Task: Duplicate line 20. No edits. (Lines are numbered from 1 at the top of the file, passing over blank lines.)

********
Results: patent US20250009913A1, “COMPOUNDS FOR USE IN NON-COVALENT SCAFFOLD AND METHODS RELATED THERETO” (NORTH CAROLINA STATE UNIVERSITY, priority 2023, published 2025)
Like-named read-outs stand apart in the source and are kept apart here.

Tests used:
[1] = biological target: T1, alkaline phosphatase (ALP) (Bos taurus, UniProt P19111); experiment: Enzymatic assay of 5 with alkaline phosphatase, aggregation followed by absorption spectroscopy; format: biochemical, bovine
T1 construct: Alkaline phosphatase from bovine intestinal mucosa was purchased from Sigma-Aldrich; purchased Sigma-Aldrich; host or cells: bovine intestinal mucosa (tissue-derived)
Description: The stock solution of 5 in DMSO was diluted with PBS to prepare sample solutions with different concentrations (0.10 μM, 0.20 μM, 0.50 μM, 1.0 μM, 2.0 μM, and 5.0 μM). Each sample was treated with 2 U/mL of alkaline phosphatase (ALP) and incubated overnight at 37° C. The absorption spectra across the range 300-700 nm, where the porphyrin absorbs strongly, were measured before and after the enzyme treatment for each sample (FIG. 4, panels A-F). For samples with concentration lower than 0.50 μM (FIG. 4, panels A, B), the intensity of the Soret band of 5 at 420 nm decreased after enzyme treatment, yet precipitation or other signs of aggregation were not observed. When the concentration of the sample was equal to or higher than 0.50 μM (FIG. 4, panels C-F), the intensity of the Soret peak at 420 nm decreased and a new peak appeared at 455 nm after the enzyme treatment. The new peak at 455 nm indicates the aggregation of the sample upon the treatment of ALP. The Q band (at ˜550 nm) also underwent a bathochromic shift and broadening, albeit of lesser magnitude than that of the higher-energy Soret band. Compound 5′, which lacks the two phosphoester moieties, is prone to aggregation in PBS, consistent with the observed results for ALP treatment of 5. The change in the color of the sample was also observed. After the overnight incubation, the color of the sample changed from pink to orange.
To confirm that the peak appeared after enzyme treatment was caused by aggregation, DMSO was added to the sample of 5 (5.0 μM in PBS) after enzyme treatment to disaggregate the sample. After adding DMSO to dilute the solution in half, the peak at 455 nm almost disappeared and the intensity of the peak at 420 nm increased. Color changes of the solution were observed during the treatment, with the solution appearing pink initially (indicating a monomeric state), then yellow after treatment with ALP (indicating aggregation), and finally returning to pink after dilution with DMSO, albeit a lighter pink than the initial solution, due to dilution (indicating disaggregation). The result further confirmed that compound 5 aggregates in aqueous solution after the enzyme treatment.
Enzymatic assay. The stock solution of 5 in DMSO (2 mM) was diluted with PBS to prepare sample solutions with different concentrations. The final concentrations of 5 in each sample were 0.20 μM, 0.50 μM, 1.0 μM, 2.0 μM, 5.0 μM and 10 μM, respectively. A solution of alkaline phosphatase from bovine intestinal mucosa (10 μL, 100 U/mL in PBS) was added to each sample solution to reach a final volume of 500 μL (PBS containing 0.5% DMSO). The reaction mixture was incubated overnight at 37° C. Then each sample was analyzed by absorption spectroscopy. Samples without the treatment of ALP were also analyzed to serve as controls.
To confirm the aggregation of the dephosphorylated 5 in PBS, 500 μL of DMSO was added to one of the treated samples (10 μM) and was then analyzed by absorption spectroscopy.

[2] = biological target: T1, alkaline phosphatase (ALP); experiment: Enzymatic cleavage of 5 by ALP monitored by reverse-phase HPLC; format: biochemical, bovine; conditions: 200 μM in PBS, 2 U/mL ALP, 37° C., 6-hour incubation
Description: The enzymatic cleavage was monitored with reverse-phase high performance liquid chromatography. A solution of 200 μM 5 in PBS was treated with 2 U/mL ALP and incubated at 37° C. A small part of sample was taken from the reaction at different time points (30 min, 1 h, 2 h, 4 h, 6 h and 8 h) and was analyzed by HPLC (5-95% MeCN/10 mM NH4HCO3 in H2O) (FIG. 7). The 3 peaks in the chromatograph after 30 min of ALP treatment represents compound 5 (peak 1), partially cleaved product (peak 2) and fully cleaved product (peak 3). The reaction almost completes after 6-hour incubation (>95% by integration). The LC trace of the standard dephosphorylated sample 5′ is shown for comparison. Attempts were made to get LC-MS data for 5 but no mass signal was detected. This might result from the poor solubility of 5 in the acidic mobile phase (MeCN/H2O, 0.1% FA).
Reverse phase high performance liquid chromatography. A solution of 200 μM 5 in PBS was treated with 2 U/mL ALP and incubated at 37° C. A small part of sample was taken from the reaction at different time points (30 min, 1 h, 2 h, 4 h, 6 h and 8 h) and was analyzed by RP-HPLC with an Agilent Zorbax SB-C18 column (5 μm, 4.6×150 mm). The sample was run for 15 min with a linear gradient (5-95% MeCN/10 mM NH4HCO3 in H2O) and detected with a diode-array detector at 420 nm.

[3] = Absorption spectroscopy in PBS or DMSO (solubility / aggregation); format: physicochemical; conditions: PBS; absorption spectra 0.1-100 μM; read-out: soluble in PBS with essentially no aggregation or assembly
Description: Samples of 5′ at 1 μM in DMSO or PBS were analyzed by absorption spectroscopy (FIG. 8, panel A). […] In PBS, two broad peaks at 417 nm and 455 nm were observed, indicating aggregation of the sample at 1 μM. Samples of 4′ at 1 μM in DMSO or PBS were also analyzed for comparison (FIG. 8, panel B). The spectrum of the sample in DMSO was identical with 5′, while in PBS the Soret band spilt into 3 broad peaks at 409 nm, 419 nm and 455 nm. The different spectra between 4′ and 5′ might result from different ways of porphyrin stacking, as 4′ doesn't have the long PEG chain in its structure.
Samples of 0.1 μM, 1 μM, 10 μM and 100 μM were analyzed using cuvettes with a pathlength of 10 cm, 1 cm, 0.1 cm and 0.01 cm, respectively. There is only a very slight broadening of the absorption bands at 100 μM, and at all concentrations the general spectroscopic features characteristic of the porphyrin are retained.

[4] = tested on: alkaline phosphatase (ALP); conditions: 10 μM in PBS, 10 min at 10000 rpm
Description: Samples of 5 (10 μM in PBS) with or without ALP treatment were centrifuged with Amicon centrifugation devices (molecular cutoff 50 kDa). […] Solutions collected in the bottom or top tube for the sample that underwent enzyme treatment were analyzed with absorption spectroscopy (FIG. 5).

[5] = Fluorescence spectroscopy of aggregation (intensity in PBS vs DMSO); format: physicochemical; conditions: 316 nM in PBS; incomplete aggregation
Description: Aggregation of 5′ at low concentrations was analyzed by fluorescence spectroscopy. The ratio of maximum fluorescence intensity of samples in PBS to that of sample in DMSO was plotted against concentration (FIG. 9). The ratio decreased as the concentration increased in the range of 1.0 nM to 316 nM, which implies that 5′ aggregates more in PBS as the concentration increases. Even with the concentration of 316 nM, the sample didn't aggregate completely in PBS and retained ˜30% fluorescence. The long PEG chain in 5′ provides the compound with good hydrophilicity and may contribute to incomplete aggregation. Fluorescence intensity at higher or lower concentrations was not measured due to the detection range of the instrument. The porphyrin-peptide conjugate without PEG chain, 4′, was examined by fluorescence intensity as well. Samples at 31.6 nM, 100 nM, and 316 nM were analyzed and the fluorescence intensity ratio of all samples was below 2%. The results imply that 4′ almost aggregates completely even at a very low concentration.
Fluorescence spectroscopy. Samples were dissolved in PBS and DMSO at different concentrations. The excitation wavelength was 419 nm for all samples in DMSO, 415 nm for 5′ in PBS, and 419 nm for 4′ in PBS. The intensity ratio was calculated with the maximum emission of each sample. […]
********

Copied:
Fluorescence spectroscopy. Samples were dissolved in PBS and DMSO at different concentrations. The excitation wavelength was 419 nm for all samples in DMSO, 415 nm for 5′ in PBS, and 419 nm for 4′ in PBS. The intensity ratio was calculated with the maximum emission of each sample. […]